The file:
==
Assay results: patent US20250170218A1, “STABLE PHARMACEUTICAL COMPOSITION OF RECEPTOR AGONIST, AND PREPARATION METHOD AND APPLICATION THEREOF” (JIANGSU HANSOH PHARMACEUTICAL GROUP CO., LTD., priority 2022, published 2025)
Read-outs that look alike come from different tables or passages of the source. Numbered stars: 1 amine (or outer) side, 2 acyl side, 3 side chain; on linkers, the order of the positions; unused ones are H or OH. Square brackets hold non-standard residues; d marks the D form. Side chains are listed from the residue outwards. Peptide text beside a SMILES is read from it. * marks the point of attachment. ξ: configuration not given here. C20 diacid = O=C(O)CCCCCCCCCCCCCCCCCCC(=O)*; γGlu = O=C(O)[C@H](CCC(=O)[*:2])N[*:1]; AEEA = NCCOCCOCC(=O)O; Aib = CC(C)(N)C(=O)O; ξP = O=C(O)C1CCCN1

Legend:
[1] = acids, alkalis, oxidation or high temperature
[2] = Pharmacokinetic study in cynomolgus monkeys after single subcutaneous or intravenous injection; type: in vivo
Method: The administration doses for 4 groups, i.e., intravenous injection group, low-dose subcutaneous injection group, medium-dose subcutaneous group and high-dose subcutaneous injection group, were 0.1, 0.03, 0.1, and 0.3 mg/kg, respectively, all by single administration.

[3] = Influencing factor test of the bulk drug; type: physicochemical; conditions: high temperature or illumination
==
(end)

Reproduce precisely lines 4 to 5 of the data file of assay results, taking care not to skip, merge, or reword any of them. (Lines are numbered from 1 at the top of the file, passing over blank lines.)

[1] = acids, alkalis, oxidation or high temperature
[2] = Pharmacokinetic study in cynomolgus monkeys after single subcutaneous or intravenous injection; type: in vivo